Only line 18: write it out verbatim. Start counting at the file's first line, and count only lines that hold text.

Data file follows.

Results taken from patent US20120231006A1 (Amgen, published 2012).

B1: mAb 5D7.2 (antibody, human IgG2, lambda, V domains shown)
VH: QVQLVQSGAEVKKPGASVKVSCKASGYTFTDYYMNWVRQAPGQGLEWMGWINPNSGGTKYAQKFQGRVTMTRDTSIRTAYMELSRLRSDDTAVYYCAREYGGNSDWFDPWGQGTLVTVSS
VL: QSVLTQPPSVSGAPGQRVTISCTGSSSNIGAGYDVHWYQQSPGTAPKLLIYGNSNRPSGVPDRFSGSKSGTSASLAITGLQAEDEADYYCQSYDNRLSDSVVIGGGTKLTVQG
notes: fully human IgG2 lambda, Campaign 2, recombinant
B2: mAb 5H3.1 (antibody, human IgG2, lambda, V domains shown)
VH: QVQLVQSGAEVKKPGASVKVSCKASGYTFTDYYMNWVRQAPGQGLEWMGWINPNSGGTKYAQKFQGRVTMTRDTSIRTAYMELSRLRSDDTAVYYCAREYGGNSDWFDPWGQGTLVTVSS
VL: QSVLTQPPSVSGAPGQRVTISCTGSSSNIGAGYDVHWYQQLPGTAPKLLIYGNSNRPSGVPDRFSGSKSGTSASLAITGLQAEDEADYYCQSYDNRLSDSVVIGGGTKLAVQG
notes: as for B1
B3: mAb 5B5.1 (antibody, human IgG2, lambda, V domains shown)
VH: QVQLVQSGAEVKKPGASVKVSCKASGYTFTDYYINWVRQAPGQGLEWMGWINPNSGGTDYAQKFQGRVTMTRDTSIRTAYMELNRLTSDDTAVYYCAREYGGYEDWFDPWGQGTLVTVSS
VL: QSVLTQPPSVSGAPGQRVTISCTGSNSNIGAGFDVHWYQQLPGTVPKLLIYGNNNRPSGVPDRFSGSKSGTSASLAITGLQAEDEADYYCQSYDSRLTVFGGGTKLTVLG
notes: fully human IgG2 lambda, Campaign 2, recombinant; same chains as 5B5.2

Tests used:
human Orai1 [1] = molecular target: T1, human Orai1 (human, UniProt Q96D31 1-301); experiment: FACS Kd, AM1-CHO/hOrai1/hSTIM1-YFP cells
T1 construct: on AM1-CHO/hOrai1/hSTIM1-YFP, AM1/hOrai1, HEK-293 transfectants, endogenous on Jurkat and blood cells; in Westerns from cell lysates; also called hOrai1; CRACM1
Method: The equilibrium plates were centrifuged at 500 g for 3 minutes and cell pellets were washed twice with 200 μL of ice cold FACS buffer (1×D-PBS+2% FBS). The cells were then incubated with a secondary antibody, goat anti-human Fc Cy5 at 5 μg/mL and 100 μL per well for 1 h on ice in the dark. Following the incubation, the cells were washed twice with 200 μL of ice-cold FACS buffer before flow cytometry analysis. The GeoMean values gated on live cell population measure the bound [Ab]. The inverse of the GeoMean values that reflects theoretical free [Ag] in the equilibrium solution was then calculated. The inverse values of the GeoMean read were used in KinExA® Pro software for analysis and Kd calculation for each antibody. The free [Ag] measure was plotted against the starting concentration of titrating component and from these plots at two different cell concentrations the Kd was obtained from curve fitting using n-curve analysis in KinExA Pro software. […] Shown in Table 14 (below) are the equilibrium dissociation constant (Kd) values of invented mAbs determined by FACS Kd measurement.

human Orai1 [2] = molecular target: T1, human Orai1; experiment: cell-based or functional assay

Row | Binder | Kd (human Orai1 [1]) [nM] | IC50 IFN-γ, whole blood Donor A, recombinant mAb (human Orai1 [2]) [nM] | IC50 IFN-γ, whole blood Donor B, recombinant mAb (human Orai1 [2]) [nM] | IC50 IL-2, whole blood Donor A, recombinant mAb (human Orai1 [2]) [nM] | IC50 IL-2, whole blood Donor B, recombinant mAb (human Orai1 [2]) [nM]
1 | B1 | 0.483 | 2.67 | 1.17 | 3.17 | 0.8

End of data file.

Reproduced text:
human Orai1 [2] = molecular target: T1, human Orai1; experiment: cell-based or functional assay